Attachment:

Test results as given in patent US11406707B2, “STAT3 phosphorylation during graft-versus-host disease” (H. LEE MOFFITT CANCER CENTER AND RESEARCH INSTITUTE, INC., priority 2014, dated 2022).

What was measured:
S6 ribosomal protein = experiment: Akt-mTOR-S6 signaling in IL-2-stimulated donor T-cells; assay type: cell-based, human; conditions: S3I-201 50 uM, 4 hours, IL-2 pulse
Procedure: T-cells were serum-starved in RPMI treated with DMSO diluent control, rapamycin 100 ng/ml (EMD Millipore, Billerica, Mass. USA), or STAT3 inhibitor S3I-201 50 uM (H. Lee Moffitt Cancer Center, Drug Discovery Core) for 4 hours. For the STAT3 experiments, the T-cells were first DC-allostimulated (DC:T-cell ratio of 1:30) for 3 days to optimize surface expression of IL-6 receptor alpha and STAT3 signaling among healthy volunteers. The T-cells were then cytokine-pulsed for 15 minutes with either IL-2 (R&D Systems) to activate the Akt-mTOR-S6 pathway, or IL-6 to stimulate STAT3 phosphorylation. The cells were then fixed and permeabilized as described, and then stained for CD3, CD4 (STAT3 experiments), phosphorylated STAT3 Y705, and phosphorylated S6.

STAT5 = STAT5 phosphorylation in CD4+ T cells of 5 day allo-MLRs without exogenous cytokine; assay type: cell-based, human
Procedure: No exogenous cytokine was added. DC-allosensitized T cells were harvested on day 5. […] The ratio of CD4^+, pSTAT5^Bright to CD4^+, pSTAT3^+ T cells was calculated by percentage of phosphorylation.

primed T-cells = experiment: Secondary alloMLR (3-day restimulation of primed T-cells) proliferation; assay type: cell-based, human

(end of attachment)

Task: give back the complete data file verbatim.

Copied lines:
Test results as given in patent US11406707B2, “STAT3 phosphorylation during graft-versus-host disease” (H. LEE MOFFITT CANCER CENTER AND RESEARCH INSTITUTE, INC., priority 2014, dated 2022).

What was measured:
S6 ribosomal protein = experiment: Akt-mTOR-S6 signaling in IL-2-stimulated donor T-cells; assay type: cell-based, human; conditions: S3I-201 50 uM, 4 hours, IL-2 pulse
Procedure: T-cells were serum-starved in RPMI treated with DMSO diluent control, rapamycin 100 ng/ml (EMD Millipore, Billerica, Mass. USA), or STAT3 inhibitor S3I-201 50 uM (H. Lee Moffitt Cancer Center, Drug Discovery Core) for 4 hours. For the STAT3 experiments, the T-cells were first DC-allostimulated (DC:T-cell ratio of 1:30) for 3 days to optimize surface expression of IL-6 receptor alpha and STAT3 signaling among healthy volunteers. The T-cells were then cytokine-pulsed for 15 minutes with either IL-2 (R&D Systems) to activate the Akt-mTOR-S6 pathway, or IL-6 to stimulate STAT3 phosphorylation. The cells were then fixed and permeabilized as described, and then stained for CD3, CD4 (STAT3 experiments), phosphorylated STAT3 Y705, and phosphorylated S6.

STAT5 = STAT5 phosphorylation in CD4+ T cells of 5 day allo-MLRs without exogenous cytokine; assay type: cell-based, human
Procedure: No exogenous cytokine was added. DC-allosensitized T cells were harvested on day 5. […] The ratio of CD4^+, pSTAT5^Bright to CD4^+, pSTAT3^+ T cells was calculated by percentage of phosphorylation.

primed T-cells = experiment: Secondary alloMLR (3-day restimulation of primed T-cells) proliferation; assay type: cell-based, human